Browse by author
Lookup NU author(s): Dr Ross Hobson,
Professor John McCabe,
Dr Stephen Hogg
Full text for this publication is not currently held within this repository. Alternative links are provided below where available.
Fixed appliance therapy in orthodontics relies on the effective bonding of brackets to surface enamel. Bracket de-bonding during treatment is both inconvenient and costly to both dentist and patient. Factors which control the efficacy of the bond are not fully understood. For example, there has never been a study to determine the efficacy of bonding to different teeth in the dentition. The aim of this study was to investigate the possible differences in bond strength to acid etched enamel on the different teeth of the dentition. Methods: Two hundred and forty extracted sound human teeth were collected from white Caucasian subjects between the age of 10 and 22 years. Approximately 20 teeth of each tooth type were bonded using a standard acid etch technique with 'A company' stainless steel brackets using a light cured composite (Transbond, 3M Unitek). Shear bond strength (24 h) was measured using an Instron testing machine. Results: Tooth type was found to have a significant effect on bond strength (p < 0.001). The greatest mean bond strength was found on the lower first molar teeth, and the lowest on the upper first molar teeth. In the upper arch, bond strength was greater on anterior teeth than posterior teeth (p < 0.001). In the lower arch bond strength was weaker on anterior teeth than posterior teeth (p < 0.001). Significance: The results have profound implications for bond strength testing of dental composites to enamel as well as to the expectations of bond reliability in orthodontic therapy. The findings suggest that, in order to achieve meaningful comparisons, enamel bond strength measurements should be made using the same tooth type, or that appropriate stratification of groups of test teeth should be used. These findings may also explain, in part, variability in enamel bonding efficacy despite the best efforts of the dental practitioner. © 2001 Academy of Dental Materials. Published by Elsevier Science Ltd. All rights reserved.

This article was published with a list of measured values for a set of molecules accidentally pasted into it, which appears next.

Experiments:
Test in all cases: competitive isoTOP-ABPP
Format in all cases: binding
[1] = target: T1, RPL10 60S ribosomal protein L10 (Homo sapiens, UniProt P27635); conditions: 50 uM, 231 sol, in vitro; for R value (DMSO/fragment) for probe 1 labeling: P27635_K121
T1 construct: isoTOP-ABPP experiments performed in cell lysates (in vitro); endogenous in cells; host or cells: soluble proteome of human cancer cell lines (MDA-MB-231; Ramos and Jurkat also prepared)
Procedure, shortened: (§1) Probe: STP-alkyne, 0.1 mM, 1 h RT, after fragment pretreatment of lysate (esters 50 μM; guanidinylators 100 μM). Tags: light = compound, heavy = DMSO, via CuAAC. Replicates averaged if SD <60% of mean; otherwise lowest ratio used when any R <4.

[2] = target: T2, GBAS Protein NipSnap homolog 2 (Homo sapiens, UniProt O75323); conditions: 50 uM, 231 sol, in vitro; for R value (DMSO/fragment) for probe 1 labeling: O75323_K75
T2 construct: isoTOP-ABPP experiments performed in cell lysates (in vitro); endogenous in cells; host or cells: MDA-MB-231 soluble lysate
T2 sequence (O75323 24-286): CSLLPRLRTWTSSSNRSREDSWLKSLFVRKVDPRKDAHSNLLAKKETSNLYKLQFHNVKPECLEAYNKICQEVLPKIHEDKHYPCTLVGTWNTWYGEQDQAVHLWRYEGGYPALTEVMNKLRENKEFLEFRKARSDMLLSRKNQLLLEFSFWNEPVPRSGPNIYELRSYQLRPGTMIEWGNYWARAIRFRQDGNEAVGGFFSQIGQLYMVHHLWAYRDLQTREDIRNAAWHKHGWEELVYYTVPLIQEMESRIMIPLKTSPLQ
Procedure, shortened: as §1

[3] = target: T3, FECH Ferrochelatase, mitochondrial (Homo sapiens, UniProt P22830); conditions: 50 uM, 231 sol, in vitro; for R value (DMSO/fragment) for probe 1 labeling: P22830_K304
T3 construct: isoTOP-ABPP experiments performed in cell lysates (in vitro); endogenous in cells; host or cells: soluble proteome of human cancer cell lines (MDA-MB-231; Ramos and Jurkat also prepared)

Author(s): Hogg SD; McCabe JF; Hobson RS
Publication type: Article
Publication status: Published
Journal: Dental Materials
ISSN (print): 0109-5641
PubMed id: 11163390
Altmetrics provided by Altmetric